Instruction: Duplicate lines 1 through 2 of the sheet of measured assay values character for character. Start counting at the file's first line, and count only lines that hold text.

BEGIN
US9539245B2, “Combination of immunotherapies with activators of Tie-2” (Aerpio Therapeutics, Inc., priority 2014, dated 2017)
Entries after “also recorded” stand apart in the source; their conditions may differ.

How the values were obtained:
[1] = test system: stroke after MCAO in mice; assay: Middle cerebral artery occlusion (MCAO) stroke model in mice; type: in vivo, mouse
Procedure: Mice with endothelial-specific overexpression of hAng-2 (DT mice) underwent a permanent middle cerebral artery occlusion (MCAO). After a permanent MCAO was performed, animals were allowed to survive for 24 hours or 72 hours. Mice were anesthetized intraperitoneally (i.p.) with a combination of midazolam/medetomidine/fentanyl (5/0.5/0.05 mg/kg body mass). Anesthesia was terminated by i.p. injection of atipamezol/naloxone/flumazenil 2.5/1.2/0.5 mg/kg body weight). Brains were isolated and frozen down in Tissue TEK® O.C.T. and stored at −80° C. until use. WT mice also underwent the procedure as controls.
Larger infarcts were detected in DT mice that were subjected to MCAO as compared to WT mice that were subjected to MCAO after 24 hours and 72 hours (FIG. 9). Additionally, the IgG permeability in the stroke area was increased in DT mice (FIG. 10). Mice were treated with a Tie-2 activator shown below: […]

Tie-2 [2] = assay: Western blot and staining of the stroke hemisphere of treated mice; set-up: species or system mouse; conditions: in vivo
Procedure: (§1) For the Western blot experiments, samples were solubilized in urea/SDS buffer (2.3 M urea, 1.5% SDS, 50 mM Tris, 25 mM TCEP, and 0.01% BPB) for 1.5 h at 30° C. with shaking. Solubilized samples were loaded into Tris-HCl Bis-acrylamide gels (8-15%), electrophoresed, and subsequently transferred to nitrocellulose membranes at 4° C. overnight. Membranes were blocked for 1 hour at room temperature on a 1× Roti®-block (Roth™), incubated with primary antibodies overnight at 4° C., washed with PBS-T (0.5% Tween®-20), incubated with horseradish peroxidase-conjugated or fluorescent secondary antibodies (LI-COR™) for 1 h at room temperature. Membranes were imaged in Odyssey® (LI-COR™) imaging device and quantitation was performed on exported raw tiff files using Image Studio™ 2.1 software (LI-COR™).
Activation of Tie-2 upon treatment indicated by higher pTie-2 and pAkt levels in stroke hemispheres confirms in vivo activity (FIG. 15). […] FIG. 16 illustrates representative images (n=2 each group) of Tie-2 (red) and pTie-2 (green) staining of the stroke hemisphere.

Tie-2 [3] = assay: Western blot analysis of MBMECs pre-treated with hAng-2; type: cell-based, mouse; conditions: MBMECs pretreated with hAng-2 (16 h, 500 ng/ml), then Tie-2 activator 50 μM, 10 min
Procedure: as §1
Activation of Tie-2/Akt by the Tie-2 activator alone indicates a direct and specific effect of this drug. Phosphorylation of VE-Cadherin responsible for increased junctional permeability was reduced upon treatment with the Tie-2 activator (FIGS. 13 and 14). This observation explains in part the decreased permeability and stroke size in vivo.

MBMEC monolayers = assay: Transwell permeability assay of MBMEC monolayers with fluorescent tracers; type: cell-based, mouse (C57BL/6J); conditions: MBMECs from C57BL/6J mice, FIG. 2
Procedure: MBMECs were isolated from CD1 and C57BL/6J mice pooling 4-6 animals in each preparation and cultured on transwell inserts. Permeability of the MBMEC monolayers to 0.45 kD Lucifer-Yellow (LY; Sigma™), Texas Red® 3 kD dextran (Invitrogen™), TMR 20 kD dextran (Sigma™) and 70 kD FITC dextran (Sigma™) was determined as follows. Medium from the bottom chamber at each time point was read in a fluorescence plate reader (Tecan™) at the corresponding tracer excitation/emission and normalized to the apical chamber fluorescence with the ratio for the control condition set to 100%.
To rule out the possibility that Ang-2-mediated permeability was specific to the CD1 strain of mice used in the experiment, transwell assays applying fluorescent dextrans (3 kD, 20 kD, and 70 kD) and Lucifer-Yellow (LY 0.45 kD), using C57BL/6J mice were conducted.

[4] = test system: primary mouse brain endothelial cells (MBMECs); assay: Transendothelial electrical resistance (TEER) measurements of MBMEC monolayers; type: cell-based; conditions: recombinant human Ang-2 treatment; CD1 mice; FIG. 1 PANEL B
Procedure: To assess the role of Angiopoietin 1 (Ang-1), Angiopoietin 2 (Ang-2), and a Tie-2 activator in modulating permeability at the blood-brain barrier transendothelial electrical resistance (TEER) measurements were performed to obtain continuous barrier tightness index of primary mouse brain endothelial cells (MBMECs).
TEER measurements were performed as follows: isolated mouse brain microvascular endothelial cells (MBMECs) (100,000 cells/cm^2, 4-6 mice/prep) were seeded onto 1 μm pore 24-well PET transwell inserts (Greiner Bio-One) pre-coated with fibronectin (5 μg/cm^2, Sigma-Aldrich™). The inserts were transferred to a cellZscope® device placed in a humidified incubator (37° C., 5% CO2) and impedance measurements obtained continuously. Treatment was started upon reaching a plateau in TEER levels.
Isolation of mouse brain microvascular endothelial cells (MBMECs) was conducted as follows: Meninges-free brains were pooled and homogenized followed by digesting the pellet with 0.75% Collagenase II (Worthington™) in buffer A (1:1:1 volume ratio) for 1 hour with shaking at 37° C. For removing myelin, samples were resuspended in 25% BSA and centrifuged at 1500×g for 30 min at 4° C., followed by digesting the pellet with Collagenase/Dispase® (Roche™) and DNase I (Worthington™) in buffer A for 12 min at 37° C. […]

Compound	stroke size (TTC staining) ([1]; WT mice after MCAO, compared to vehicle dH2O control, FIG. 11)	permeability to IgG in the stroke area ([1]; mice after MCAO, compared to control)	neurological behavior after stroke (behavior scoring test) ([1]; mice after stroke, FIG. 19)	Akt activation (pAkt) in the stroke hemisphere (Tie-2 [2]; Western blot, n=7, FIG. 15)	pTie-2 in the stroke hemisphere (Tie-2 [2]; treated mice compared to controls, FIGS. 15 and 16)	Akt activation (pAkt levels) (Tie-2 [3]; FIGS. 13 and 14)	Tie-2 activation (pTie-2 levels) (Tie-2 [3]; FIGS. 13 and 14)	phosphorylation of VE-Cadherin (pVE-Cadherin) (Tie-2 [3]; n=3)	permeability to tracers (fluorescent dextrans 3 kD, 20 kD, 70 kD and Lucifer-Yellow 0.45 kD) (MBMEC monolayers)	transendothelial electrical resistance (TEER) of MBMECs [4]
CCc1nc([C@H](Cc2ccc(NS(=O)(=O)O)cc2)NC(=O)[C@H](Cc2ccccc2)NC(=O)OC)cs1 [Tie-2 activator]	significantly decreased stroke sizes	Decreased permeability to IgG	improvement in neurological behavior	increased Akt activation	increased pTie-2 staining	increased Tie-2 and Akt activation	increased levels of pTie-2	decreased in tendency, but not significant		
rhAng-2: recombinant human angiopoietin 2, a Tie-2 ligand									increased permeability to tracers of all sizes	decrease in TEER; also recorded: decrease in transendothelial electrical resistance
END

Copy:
US9539245B2, “Combination of immunotherapies with activators of Tie-2” (Aerpio Therapeutics, Inc., priority 2014, dated 2017)
Entries after “also recorded” stand apart in the source; their conditions may differ.